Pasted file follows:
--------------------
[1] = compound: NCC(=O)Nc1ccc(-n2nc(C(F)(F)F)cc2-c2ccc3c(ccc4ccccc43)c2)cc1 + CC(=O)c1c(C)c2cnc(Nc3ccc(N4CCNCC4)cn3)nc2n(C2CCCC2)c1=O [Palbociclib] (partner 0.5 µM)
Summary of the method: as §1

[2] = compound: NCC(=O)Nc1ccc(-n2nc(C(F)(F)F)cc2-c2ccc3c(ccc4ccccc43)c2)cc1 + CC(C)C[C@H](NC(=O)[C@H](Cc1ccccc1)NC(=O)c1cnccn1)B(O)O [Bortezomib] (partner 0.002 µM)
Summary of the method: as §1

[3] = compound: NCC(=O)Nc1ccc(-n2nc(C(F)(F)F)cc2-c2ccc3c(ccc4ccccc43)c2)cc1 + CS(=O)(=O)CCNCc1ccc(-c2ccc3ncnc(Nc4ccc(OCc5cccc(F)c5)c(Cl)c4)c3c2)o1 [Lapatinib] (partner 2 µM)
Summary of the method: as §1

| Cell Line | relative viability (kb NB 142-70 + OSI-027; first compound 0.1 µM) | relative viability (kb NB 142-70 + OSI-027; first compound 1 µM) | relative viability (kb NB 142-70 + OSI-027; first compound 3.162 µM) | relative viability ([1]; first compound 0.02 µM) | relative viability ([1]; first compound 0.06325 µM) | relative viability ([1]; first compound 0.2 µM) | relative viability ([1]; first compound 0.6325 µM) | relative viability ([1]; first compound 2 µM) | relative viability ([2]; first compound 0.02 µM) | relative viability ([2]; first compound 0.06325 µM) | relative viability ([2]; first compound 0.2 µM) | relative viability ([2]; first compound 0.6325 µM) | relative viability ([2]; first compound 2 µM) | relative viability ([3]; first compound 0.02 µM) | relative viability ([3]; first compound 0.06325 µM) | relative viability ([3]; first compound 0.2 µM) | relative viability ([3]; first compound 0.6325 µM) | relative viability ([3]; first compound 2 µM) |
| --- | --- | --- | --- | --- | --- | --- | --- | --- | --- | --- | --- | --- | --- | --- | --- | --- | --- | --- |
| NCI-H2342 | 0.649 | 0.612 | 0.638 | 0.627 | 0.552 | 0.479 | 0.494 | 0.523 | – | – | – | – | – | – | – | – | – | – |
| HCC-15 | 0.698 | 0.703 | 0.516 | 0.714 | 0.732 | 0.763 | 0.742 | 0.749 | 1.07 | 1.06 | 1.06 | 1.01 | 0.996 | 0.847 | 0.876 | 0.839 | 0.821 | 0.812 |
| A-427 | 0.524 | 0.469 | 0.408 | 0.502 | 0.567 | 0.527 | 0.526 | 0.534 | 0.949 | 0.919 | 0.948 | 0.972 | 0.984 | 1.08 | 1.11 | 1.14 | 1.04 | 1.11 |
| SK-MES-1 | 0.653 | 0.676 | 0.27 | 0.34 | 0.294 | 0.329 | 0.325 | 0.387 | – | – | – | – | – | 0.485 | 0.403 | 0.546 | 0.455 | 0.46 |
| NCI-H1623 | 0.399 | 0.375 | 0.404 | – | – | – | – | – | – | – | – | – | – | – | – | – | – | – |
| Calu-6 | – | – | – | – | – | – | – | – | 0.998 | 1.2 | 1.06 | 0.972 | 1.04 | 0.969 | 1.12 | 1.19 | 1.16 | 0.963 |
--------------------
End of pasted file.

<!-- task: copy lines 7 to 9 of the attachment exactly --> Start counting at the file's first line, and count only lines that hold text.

| Cell Line | relative viability (kb NB 142-70 + OSI-027; first compound 0.1 µM) | relative viability (kb NB 142-70 + OSI-027; first compound 1 µM) | relative viability (kb NB 142-70 + OSI-027; first compound 3.162 µM) | relative viability ([1]; first compound 0.02 µM) | relative viability ([1]; first compound 0.06325 µM) | relative viability ([1]; first compound 0.2 µM) | relative viability ([1]; first compound 0.6325 µM) | relative viability ([1]; first compound 2 µM) | relative viability ([2]; first compound 0.02 µM) | relative viability ([2]; first compound 0.06325 µM) | relative viability ([2]; first compound 0.2 µM) | relative viability ([2]; first compound 0.6325 µM) | relative viability ([2]; first compound 2 µM) | relative viability ([3]; first compound 0.02 µM) | relative viability ([3]; first compound 0.06325 µM) | relative viability ([3]; first compound 0.2 µM) | relative viability ([3]; first compound 0.6325 µM) | relative viability ([3]; first compound 2 µM) |
| --- | --- | --- | --- | --- | --- | --- | --- | --- | --- | --- | --- | --- | --- | --- | --- | --- | --- | --- |
| NCI-H2342 | 0.649 | 0.612 | 0.638 | 0.627 | 0.552 | 0.479 | 0.494 | 0.523 | – | – | – | – | – | – | – | – | – | – |